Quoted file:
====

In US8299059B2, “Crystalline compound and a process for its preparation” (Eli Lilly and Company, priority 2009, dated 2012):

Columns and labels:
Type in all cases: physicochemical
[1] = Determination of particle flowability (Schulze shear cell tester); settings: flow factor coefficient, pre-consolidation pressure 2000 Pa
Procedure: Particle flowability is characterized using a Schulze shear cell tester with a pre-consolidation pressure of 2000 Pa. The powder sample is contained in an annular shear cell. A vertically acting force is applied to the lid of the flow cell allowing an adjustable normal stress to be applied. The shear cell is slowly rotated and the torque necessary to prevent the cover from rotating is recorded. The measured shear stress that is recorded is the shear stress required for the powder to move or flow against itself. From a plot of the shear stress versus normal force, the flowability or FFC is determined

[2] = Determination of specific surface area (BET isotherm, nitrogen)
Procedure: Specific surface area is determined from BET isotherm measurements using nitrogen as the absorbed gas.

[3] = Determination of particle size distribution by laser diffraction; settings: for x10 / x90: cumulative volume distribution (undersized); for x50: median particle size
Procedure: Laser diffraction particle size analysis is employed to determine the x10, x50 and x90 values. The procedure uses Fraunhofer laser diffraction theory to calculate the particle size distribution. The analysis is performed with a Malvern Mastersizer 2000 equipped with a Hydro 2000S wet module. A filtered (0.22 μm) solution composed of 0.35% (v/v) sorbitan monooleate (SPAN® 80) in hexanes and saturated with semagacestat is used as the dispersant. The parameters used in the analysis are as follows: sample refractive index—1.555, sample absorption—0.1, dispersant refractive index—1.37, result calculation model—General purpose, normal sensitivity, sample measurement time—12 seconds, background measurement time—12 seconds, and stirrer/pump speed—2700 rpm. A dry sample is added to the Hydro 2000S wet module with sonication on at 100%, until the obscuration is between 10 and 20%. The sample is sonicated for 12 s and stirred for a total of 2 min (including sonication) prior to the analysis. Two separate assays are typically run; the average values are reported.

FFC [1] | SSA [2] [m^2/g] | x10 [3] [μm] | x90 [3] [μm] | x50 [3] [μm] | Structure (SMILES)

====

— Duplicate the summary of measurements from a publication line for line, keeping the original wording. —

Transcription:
In US8299059B2, “Crystalline compound and a process for its preparation” (Eli Lilly and Company, priority 2009, dated 2012):

Columns and labels:
Type in all cases: physicochemical
[1] = Determination of particle flowability (Schulze shear cell tester); settings: flow factor coefficient, pre-consolidation pressure 2000 Pa
Procedure: Particle flowability is characterized using a Schulze shear cell tester with a pre-consolidation pressure of 2000 Pa. The powder sample is contained in an annular shear cell. A vertically acting force is applied to the lid of the flow cell allowing an adjustable normal stress to be applied. The shear cell is slowly rotated and the torque necessary to prevent the cover from rotating is recorded. The measured shear stress that is recorded is the shear stress required for the powder to move or flow against itself. From a plot of the shear stress versus normal force, the flowability or FFC is determined

[2] = Determination of specific surface area (BET isotherm, nitrogen)
Procedure: Specific surface area is determined from BET isotherm measurements using nitrogen as the absorbed gas.

[3] = Determination of particle size distribution by laser diffraction; settings: for x10 / x90: cumulative volume distribution (undersized); for x50: median particle size
Procedure: Laser diffraction particle size analysis is employed to determine the x10, x50 and x90 values. The procedure uses Fraunhofer laser diffraction theory to calculate the particle size distribution. The analysis is performed with a Malvern Mastersizer 2000 equipped with a Hydro 2000S wet module. A filtered (0.22 μm) solution composed of 0.35% (v/v) sorbitan monooleate (SPAN® 80) in hexanes and saturated with semagacestat is used as the dispersant. The parameters used in the analysis are as follows: sample refractive index—1.555, sample absorption—0.1, dispersant refractive index—1.37, result calculation model—General purpose, normal sensitivity, sample measurement time—12 seconds, background measurement time—12 seconds, and stirrer/pump speed—2700 rpm. A dry sample is added to the Hydro 2000S wet module with sonication on at 100%, until the obscuration is between 10 and 20%. The sample is sonicated for 12 s and stirred for a total of 2 min (including sonication) prior to the analysis. Two separate assays are typically run; the average values are reported.

FFC [1] | SSA [2] [m^2/g] | x10 [3] [μm] | x90 [3] [μm] | x50 [3] [μm] | Structure (SMILES)